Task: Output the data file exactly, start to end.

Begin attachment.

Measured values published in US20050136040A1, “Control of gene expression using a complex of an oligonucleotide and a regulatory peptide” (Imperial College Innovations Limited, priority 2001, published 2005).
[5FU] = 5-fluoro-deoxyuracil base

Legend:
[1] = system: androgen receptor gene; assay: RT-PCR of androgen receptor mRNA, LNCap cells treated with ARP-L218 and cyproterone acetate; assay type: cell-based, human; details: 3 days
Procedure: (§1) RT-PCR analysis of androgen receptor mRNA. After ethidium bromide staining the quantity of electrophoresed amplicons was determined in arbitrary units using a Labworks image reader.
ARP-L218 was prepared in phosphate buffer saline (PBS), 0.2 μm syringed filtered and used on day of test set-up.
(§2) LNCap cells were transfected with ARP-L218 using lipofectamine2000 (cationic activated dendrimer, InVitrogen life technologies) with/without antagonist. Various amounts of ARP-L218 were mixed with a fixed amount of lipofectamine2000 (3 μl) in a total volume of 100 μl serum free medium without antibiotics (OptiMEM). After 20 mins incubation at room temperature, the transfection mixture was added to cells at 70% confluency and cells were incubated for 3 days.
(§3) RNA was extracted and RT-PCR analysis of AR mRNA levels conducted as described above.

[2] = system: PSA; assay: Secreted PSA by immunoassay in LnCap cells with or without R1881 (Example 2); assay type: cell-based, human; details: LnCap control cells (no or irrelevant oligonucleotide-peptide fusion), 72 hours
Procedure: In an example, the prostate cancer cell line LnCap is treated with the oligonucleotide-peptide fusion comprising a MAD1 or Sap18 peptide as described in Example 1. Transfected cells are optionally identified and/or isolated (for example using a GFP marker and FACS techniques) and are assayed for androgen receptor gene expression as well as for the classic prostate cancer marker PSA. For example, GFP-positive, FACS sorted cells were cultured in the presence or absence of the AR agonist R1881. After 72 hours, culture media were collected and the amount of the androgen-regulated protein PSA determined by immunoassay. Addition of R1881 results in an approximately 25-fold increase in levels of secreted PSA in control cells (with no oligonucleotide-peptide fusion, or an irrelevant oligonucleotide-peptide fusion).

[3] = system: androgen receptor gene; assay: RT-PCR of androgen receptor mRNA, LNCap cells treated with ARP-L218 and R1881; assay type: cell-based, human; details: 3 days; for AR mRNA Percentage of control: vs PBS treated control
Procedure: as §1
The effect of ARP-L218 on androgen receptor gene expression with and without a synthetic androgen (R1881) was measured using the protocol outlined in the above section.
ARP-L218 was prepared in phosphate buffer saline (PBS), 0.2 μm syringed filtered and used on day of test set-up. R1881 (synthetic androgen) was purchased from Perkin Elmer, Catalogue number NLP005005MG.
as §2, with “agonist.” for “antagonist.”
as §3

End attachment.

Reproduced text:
Measured values published in US20050136040A1, “Control of gene expression using a complex of an oligonucleotide and a regulatory peptide” (Imperial College Innovations Limited, priority 2001, published 2005).
[5FU] = 5-fluoro-deoxyuracil base

Legend:
[1] = system: androgen receptor gene; assay: RT-PCR of androgen receptor mRNA, LNCap cells treated with ARP-L218 and cyproterone acetate; assay type: cell-based, human; details: 3 days
Procedure: (§1) RT-PCR analysis of androgen receptor mRNA. After ethidium bromide staining the quantity of electrophoresed amplicons was determined in arbitrary units using a Labworks image reader.
ARP-L218 was prepared in phosphate buffer saline (PBS), 0.2 μm syringed filtered and used on day of test set-up.
(§2) LNCap cells were transfected with ARP-L218 using lipofectamine2000 (cationic activated dendrimer, InVitrogen life technologies) with/without antagonist. Various amounts of ARP-L218 were mixed with a fixed amount of lipofectamine2000 (3 μl) in a total volume of 100 μl serum free medium without antibiotics (OptiMEM). After 20 mins incubation at room temperature, the transfection mixture was added to cells at 70% confluency and cells were incubated for 3 days.
(§3) RNA was extracted and RT-PCR analysis of AR mRNA levels conducted as described above.

[2] = system: PSA; assay: Secreted PSA by immunoassay in LnCap cells with or without R1881 (Example 2); assay type: cell-based, human; details: LnCap control cells (no or irrelevant oligonucleotide-peptide fusion), 72 hours
Procedure: In an example, the prostate cancer cell line LnCap is treated with the oligonucleotide-peptide fusion comprising a MAD1 or Sap18 peptide as described in Example 1. Transfected cells are optionally identified and/or isolated (for example using a GFP marker and FACS techniques) and are assayed for androgen receptor gene expression as well as for the classic prostate cancer marker PSA. For example, GFP-positive, FACS sorted cells were cultured in the presence or absence of the AR agonist R1881. After 72 hours, culture media were collected and the amount of the androgen-regulated protein PSA determined by immunoassay. Addition of R1881 results in an approximately 25-fold increase in levels of secreted PSA in control cells (with no oligonucleotide-peptide fusion, or an irrelevant oligonucleotide-peptide fusion).

[3] = system: androgen receptor gene; assay: RT-PCR of androgen receptor mRNA, LNCap cells treated with ARP-L218 and R1881; assay type: cell-based, human; details: 3 days; for AR mRNA Percentage of control: vs PBS treated control
Procedure: as §1
The effect of ARP-L218 on androgen receptor gene expression with and without a synthetic androgen (R1881) was measured using the protocol outlined in the above section.
ARP-L218 was prepared in phosphate buffer saline (PBS), 0.2 μm syringed filtered and used on day of test set-up. R1881 (synthetic androgen) was purchased from Perkin Elmer, Catalogue number NLP005005MG.
as §2, with “agonist.” for “antagonist.”
as §3